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This panel explores museums as spaces for anti-racism with examples of empirical studies on museums and museum work covering a wide range of activities from research and curating to planning and organizing cultural programs and collaboration with minoritized communities.
Over centuries of assemblage, interpretation and storytelling through the display of cultural objects in museums there has been a tendency to distort and erase the long-standing presence of diverse communities of colour and other racialized minorities throughout continental Europe, thus promoting and homogenising whiteness as a norm. The resulting exclusion and marginalisation of histories that evidence and speak to the lived experiences of ethnically diverse indigenous and settled peoples across Europe has heavily influenced the way knowledge has conventionally been presented within exhibition spaces through artefact collections, artworks, interpretation literature and programmes of pedagogical activities. Furthermore, the significant under-representation of racialized minorities within the staffing and governance structures of museums has also led to the emergence of exclusionary discourses and practices that present the histories of European nations through racialized optics. This falsely 'monoculturalist gaze' perpetually situates people at the periphery of socio-cultural and political life.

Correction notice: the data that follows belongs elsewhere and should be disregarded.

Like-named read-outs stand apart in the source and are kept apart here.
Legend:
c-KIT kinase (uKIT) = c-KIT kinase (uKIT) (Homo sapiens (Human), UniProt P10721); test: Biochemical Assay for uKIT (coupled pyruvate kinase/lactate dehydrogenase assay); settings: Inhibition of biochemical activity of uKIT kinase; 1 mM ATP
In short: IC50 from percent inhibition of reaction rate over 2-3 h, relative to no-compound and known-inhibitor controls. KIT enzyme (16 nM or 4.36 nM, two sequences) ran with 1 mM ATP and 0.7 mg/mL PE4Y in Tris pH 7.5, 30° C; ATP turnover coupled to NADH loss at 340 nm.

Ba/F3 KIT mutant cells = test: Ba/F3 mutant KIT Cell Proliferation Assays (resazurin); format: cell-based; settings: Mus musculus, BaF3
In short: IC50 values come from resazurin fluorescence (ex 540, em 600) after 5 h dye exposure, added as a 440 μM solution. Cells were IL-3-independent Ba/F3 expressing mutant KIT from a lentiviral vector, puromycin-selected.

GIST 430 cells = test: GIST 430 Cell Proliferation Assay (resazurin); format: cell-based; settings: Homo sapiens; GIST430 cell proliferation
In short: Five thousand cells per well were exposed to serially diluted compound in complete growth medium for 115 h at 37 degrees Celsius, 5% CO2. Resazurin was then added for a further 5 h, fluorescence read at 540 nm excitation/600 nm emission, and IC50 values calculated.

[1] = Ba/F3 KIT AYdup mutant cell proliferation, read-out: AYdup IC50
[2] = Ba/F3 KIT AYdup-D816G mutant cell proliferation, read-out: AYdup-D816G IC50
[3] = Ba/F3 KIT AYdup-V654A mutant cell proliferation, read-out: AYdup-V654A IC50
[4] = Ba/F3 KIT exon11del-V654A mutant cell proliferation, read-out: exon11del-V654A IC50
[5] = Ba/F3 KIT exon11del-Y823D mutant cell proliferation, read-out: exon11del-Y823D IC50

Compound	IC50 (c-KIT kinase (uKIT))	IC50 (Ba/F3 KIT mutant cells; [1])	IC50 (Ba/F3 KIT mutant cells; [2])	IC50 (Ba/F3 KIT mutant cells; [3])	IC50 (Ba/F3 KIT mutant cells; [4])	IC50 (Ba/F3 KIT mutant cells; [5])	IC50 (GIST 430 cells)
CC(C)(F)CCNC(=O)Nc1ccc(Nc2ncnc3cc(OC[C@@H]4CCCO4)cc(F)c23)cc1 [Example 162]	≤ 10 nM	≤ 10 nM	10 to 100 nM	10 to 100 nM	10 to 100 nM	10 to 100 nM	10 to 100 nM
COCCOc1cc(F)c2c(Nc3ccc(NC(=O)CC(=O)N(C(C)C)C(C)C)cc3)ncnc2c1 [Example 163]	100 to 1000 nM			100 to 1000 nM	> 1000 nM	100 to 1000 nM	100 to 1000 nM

A growing body of academics, artists, curators and other creative professionals working with/in (with and in) museums, galleries and the wider arts and heritage sectors have become increasingly engaged in scholarly discourses and practice-based work that is seeking to transform the sector's problematic legacies of exclusion and marginalisation through anti-racist and decolonial activism.
Papers in this session will, therefore, discuss a range of the collaborative interventions that have been pursued and are currently in development to bring about progressive change in the sector and foster cultures of visibility, plurality and validation for Europe's multicultural past, present and future.
Anna Rastas (Tampere University)
Carmen Levick (University of Sheffield)
Lorena Sancho Querol (Centro de Estudos Sociais, Universidade de Coimbra)Fernanda Castro (National Historic Museum)Aline Montenegro Magalhães (Instituto Brasileiro dos Museus Museu Histórico Nacional)Ana Botas (Museu Nacional de Etnologia)